Pumpkins Aren’t Just for Carving!

Dear world,

My family and I opted to go to our neighbor’s farm, Parke Creek Farm, instead of to a pumpkin patch in town or (worse) picking out a Jack – o – Lantern from a cardboard bin at the grocery store!

We were greeted by owner, Bambi Miller who took us out to her pumpkin patch and surrounding farm fields and gave us a quick lesson on pumpkins and varieties. The children were amazed and my youngest ‘collector’ son gathered 12 pumpkins for himself including a few Long Island Cheese, Cinderella, Punkymon and a non-edible Jack-o-Lantern pumpkin – which will actually turn orange after it’s picked. Although, I kind of like it as is!

It was enjoyable to go out on a sunny day and muck around in our Wellington boots and choose pumpkins. Bambi made a mention of how good soups and pies can be from the edible heirloom varieties she grows which got my mouth watering and the wheels turning in my head…

Just as I was about to leave one of their CSA customers arrived to get her vegetables and a beautiful bunch of beets caught my eye. Bambi generously picked two bunches for me and I promised to return and sign up for their CSA (I had no clue they offered one!).

The moment I returned home, I got out my cookbooks and went online to find a great pumpkin soup recipe. Below is the recipe I used (which is a culmination of many recipes):

6 cups of Long Island Cheese pumpkin, cut into large chunks

2 tablespoons butter

1 large onion, sliced

5 carrots, sliced

5 potatoes, sliced

2 1/2 cups of vegetable stock

2 cups of milk

1 tablespoon of freshly ground nutmeg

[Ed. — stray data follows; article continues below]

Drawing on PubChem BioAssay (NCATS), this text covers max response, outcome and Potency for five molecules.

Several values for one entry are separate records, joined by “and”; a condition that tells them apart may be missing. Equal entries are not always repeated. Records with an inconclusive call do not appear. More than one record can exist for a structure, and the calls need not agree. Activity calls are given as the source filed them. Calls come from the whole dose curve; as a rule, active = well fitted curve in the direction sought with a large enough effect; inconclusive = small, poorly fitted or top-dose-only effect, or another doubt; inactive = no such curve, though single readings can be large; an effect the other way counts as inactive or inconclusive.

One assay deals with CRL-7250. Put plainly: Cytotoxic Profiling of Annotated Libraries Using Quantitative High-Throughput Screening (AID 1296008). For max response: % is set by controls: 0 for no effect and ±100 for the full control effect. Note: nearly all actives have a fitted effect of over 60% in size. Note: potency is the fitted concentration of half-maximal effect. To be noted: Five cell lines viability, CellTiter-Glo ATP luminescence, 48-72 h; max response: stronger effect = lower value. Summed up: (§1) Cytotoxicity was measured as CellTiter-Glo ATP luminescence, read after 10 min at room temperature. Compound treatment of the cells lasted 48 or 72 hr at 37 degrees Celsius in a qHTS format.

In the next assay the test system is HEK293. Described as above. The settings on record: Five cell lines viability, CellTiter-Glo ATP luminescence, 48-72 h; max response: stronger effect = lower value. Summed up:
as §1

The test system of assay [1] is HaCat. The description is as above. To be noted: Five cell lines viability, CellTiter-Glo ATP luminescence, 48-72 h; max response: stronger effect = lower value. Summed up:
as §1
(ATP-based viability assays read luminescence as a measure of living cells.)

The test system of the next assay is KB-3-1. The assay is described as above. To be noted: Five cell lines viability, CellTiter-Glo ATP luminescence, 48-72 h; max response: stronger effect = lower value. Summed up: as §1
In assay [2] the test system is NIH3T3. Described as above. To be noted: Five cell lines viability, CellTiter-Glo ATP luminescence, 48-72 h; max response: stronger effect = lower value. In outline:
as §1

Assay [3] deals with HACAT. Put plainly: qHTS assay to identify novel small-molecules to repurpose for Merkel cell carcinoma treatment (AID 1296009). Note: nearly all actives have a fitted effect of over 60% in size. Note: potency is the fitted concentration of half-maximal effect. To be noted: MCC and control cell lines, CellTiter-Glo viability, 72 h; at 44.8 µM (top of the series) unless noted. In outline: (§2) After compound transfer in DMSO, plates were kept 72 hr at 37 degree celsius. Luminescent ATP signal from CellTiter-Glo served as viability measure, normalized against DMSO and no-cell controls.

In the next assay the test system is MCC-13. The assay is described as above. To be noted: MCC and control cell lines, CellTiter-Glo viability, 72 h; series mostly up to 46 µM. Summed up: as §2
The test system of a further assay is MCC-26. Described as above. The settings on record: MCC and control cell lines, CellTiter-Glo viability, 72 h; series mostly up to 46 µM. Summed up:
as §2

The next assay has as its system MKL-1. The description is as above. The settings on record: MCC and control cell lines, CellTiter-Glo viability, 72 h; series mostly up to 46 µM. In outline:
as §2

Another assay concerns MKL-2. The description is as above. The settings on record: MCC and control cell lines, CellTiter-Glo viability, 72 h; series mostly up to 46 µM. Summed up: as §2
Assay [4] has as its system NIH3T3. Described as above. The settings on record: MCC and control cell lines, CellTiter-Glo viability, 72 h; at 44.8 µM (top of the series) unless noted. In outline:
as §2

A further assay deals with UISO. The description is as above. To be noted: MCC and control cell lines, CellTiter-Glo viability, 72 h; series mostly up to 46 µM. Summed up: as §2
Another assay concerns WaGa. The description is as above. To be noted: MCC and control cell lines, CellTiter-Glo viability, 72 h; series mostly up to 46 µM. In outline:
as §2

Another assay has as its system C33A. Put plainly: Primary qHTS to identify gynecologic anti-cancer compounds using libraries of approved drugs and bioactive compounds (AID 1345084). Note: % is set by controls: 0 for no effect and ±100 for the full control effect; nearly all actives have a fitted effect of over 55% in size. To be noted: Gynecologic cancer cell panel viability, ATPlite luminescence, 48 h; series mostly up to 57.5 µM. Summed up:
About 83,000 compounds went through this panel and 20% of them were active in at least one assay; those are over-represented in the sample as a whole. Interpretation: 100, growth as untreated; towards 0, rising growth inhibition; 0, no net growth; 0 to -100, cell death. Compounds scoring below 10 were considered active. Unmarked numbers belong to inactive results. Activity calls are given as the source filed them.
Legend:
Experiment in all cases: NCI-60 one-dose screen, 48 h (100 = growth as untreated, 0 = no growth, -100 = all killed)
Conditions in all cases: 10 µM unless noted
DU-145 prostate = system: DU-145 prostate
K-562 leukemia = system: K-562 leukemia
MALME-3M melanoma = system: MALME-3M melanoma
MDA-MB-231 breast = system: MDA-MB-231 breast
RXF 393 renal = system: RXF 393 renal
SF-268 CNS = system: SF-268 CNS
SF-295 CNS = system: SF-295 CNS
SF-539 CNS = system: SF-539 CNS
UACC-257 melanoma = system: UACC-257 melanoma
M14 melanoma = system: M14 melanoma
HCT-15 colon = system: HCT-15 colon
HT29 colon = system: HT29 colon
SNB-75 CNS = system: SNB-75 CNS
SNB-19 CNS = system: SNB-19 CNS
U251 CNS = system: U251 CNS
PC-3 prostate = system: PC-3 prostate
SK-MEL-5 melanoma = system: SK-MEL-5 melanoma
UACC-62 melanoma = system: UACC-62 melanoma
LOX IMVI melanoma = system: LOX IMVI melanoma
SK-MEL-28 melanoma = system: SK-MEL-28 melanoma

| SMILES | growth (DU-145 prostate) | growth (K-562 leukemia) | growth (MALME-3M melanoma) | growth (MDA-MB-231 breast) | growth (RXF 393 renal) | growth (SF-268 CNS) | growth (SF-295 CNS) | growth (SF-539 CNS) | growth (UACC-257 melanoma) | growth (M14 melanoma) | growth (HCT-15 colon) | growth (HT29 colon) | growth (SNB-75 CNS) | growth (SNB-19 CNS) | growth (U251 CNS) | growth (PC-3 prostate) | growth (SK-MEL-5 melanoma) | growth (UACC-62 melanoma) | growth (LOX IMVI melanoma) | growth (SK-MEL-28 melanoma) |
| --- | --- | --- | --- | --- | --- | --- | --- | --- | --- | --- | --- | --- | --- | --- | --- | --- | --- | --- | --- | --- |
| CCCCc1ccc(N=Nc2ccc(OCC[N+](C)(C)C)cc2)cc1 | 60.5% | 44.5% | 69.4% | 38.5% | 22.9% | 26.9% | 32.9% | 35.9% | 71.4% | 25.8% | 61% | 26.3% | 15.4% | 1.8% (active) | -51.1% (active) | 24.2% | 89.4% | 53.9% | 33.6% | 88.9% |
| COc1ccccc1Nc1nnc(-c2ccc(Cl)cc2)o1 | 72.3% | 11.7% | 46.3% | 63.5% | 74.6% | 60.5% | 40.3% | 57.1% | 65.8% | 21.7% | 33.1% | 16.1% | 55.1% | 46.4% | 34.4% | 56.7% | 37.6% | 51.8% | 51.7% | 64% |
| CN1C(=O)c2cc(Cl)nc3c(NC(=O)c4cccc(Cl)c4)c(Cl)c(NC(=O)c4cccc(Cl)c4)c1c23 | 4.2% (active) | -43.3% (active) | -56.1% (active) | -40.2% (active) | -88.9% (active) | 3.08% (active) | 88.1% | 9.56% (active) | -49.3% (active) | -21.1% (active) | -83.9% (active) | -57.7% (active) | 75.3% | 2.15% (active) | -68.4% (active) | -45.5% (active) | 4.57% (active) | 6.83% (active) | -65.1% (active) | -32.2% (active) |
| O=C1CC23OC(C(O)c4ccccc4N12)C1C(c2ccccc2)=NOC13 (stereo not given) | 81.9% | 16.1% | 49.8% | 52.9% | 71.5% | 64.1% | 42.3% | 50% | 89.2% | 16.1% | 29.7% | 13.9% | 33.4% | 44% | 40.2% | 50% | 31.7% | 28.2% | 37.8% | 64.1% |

salt and pepper to taste

First, slice up the pumpkin, discard seeds and dice it into chunks that are about 1-3 inches. Place on parchment paper and drizzle with olive oil. Roast in a 400°F oven for 30-40 minutes.

Next, heat the butter in a heavy-bottomed stockpot. Add the onions and cook until soft, but not brown. Add the potatoes, carrots, nutmeg and one cup of the vegetable stock. Cover and simmer for 20-30 minutes until potatoes are fork tender.

Meanwhile, take the pumpkin out of the oven, slice off the rind and add the chunks to the stockpot. Add the rest of the vegetable stock, stir and let simmer on low heat, stirring occasionally for another 15 minutes.

Cool the soup. Then, in batches, purée the soup. Be sure to rinse out stockpot before returning the puréed soup.

Add approximately 2 cups of milk and bring the soup to a low boil. Season with salt and pepper to taste.

For serving, I grated some fresh nutmeg on top of a tablespoon of crème fraiche. Serve piping hot.

A Few Tips and Tricks

  • If you use a large pumpkin, as I did, you can roast the unused portion of the pumpkin, cut off the rind and store in the freezer.
  • If you make a large batch of soup and wish to freeze some, then be sure to put it into the storage container before you add the milk. It will freeze better and last longer. Add the milk proportionately when you thaw and re-heat.
  • I shared a batch with someone who added a half teaspoon of curry before re-heating and said it was delicious!
As for which wine to pair? I tried it and had success with a Pinot Noir, a California Chardonnay and a spicy Syrah. The soup pairing is versatile depending on which and how much spice(s) you use.

Happy soup making and please feel free to share your pumpkin or other great fall and winter soup recipes!




~ by winnieswineworld on October 20, 2011.

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